Rolling Stone - 1/20/72, pp.51-52
"...Everybody is just playing away, and there aren't any weak links....Miles reacts to this happy situation by playing his ass off....this sounds like what Miles had in mind when he first got into electric music and freer structures and rock rhythms..."
Spin - 8/97, p.117
"...splices together live chunks and cool studio vignettes, and features the Hindu heavy-metal fretwork of John McLaughlin..."
Entertainment Weekly - 8/01/97, p.75
"...With his inimitable trumpeting--by turns melancholy, pungent, and lyrical--at the music's center, his electrified cohorts stretch the limits of jazz, rock, and funk..."
- Rating: A-
Down Beat - 7/97, p.654.5 stars (out of 5)
- "Initially recorded in '69 and '70, when the band was in flux, this palindrome-titled monster was later assembled out of live and studio tapes by Davis and producer Teo Macero.... this isn't pyrotechnic techno-dweeb fusion, but an outstandingly creative electric collage..."
JazzTimes - 10/97, p.87
"...Miles' true electric rite of passage..."
Musician - 8/97, p.87
"...The ears-open interactivity of Davis' ensembles--that ability to engage in serious musical conversation while flying in the upper atmosphere--is enough to shame any current bebop-babbling jazz automaton..."
Personnel: Miles Davis (trumpet); Hermeto Pascoal (vocals, whistling, electric piano, drums); Conrad Roberts (spoken vocals); Gary Bartz (soprano & alto saxophones); Steve Grossman, Wayne Shorter (soprano saxophone); Keith Jarrett (electric piano, organ); Joe Zawinul, Herbie Hancock, Chick Corea (electric piano); John McLaughlin (guitar); Khalil Balakrishna (electric sitar); Dave Holland (acoustic & electric basses); Ron Carter (acoustic bass); Michael Henderson (electric bass); Jack DeJohnette, Billy Cobham (drums); Airto Moreia (percussion).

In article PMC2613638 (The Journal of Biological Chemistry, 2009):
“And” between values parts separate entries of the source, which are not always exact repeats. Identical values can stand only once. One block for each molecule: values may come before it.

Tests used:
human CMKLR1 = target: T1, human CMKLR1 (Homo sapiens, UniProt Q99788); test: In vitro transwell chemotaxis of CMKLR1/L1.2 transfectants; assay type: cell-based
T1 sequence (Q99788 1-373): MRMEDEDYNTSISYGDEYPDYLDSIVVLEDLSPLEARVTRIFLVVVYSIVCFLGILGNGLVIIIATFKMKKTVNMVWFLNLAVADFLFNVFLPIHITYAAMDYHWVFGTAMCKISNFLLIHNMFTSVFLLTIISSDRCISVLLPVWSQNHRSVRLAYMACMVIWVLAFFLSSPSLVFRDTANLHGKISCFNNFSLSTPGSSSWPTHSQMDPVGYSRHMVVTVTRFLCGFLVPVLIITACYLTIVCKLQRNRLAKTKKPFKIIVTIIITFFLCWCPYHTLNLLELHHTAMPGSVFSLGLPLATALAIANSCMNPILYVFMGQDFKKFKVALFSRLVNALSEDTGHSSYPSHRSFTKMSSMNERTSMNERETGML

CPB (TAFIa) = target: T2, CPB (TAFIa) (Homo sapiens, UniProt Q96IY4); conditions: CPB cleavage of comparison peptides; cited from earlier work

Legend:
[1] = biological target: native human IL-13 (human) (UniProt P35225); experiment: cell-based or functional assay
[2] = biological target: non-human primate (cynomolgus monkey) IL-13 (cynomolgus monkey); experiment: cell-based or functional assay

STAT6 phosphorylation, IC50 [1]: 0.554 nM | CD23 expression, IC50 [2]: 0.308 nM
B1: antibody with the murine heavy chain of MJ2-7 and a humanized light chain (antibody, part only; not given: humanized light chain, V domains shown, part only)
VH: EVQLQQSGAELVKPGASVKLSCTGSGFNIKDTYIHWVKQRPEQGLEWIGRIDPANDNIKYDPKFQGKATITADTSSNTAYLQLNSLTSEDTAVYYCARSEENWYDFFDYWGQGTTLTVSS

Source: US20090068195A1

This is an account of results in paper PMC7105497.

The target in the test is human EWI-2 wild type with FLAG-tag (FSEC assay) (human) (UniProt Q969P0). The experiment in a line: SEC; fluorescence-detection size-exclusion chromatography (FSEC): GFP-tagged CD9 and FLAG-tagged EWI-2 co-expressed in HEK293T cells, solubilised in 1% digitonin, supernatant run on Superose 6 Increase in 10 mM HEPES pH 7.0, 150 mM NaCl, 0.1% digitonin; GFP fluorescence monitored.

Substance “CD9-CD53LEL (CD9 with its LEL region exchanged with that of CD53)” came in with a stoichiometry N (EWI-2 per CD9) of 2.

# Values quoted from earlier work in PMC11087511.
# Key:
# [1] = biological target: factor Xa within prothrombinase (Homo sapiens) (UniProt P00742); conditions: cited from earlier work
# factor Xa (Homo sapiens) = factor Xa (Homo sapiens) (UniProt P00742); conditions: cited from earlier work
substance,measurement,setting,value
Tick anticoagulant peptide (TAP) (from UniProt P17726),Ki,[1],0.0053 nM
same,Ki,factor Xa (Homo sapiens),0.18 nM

Recorded at Columbia Studio B, New York, New York between February 6 and June 4, 1970, and live at the Cellar Door, Washington, D.C. on December 19, 1970. Includes liner notes by Gary Bartz.
Digitally remastered by Tom Ruff (Sony Music Studios, New York, New York).
Personnel: Miles Davis (trumpet); Hermeto Pascoal (vocals, whistling, electric piano, drums); John McLaughlin (guitar); Khalil Balakrishna (electric sitar); Gary Bartz (soprano saxophone, alto saxophone); Steve Grossman, Wayne Shorter (soprano saxophone); Keith Jarrett (electric piano, organ, keyboards); Herbie Hancock (electric piano, keyboards); Chick Corea, Joe Zawinul (electric piano); Dave Holland (acoustic bass, electric bass); Ron Carter (acoustic bass); Michael Henderson (electric bass, bass guitar); Jack DeJohnette, Billy Cobham (drums); Airto Moreira (percussion).
Audio Mixer: Russ Payne.
Liner Note Author: Gary Bartz.
Recording information: Cellar Door, Washington DC (02/06/1970-12/19/1970); Columbia Studio B, New York, NY (02/06/1970-12/19/1970); The Cellar Door, Washington DC (02/06/1970-12/19/1970).
Illustrator: Mati Klarwein.
Photographer: Don Hunstein.
Broken into a group of short studio pieces and four extended live jams, LIVE EVIL finds Miles Davis going further up the river, into the heart of uncharted musical darkness. In the studio, Miles took simple tone ballads and immersed them in the electrified air that he'd been breathing since IN A SILENT WAY. "Nem Um Talvez" and "Selim" are sister pieces; with Miles' trumpet bathed in Hermeto Pascoal's keyboards and vocal moans, sprinkled with proto-dub percussion effects.
The live pieces are another animal altogether. Augmented by John McLaughlin's Hendrixian guitar runs and bolstered by Michael Henderson's funky bass pops, these are blues-tinged tickets to an electric, improvisational nirvana. With room to stretch out in any direction, each soloist develops fluidly within the ensemble, then thrusts powerfully forward. Jack DeJohnette and Airto Moreira hold down the backbeat, shifting it into a multitude of forms; Keith Jarrett fills the down-tempo breaks admirably. But it's Miles and McLaughlin who incite this music to the frenzied riot that is it's true calling. When the time comes and the massive, dark groove descends, it comes with a ritualistic, heretofore-unheard fervor.